Sun 101 |

Everything You Should Know About Reef-Friendly Sunscreens

what is reef safe sunscreen

We are and always have been mindful of both people and planet. We believe there is more work to be done in order to better understand how sunscreen ingredients impact our oceans and marine life, so we have updated our brand language to use the term “reef-friendly” rather than “reef-safe,” as we feel it best describes the environmental considerations that drive our product development while acknowledging the opportunity to improve as we learn more. As that research develops, we will continue innovating and adapting our formulas to bring you the very best of SPF every day.

The article below remains unedited from the original date of publication: August 5, 2019.

Wearing sunscreen at the beach these days can be a little tricky, especially if you’re passionate about the environment. Most people are probably wanting to use a reef-friendly sunscreen…but what is a reef-friendly sunscreen? And which Supergoop! options qualify? We’re covering all of that and more, below.

Here, we’ll dive into which ingredients could be potentially harmful to reefs and highlight the Supergoop! sunscreens you can confidently wear at the beach.

What is “reef-safe sunscreen”?

Typically a reef-safe sunscreen is considered one that does not contain the following chemical actives: oxybenzone and octinoxate. A few scientific studies have been conducted to determine that these two ingredients in particular can cause damage to coral reefs, and Hawaii has even passed a bill to prohibit the sale of sunscreens containing oxybenzone and/or octinoxate, which will go into effect on January 1, 2021.

As always, we have to think about the fact that these types of studies are never 100% conclusive, so it’s something that we’ll continue to keep an eye on. And let’s remember that it is about certain chemical actives that are problematic, not all of them. In the meantime, this is a good way to define reef-safe SPF.

So… what sunscreen should I use at the beach?

Reef safety aside, we want to remind you that it’s most important to choose a sunscreen that’s going to serve its main purpose: help protect you from skin cancer. So, it’s crucial that you start with a sunscreen that’s between SPF 30 and SPF 50 and one that’s labeled as ‘broad spectrum.'”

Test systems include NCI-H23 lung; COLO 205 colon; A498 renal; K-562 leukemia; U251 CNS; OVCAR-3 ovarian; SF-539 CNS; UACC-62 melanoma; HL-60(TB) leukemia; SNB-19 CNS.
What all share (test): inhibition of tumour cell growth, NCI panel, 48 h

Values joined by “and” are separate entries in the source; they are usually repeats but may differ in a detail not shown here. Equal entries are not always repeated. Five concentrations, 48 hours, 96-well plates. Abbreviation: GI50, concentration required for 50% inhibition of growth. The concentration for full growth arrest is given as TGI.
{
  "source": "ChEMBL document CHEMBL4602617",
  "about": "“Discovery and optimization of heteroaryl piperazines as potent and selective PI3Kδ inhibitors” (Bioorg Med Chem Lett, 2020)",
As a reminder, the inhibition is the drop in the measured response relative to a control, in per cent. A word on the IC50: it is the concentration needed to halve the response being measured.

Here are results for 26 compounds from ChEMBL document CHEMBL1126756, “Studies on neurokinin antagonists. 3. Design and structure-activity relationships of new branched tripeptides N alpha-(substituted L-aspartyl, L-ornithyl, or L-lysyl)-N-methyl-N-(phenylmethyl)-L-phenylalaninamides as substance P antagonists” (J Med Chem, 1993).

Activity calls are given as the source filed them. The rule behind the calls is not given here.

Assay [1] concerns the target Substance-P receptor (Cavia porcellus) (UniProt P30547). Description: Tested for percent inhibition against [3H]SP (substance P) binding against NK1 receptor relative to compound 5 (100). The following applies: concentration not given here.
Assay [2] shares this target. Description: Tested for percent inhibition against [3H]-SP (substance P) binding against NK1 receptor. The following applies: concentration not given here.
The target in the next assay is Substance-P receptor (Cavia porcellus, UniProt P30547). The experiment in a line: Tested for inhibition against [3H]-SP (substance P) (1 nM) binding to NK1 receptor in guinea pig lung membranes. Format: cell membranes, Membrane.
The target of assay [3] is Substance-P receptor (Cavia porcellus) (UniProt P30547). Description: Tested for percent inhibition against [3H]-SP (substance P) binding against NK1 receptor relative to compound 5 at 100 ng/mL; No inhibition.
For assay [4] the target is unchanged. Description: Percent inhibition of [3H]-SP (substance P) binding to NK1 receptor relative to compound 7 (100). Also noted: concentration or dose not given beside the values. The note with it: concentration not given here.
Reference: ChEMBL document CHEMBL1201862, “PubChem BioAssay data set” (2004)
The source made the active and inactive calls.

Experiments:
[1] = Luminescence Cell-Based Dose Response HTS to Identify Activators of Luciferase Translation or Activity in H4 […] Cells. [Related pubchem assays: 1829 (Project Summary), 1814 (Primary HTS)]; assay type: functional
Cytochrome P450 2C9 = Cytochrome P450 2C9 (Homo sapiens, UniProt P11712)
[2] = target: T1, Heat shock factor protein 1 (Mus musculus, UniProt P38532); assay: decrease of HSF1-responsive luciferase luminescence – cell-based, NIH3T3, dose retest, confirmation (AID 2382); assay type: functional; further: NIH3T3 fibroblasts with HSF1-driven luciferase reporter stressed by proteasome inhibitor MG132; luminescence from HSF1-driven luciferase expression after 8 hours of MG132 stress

Here at Supergoop!, we’ve never put oxybenzone in any of our formulas, and we’re proud to say that while we already have a lot of octinoxate-free formulas, ALL of our formulas will be octinoxate-free by 2020.

As far as clean chemical, reef-safe SPF goes, our Everyday Sunscreen SPF 30 is a great (water-friendly!) option. In terms of 100% mineral SPF, you can’t go wrong with our 100% Mineral Sunscreen Stick SPF 50 for your face. This hydrates skin and is super easy to apply and blend in. It uses zinc oxide and titanium dioxide as its sunscreen actives, and it’s also water-resistant for up to 80 minutes.

reef safe sunscreen

For your body, try our new 100% Mineral Play Lotion SPF 50. This is a super blendable lotion that also only uses zinc oxide and titanium dioxide to protect skin from the sun’s UV rays. And instead of being chalky and dry (like a lot of 100% mineral sunscreen lotions), it’s infused with pomegranate and perilla oils to help hydrate your skin and blend in easily. If you’re looking for a faster application method for your body, then check out our 100% Mineral Sunscreen Mist SPF 30. It’s a non-aerosol mist that leaves behind a protective layer of 100% mineral SPF (its sunscreen active is zinc oxide only). Both Play Lotion and our mist are water-resistant for up to 80 minutes.

The bottom line

As we keep an eye out for more news on what constitutes a reef-safe sunscreen, we recommend wearing sunscreen that doesn’t contain oxybenzone and/or octinoxate if this is an important topic to you. 

+We hope this was helpful, but if you have more questions about reef safe sunscreens, then please leave them in the comments below!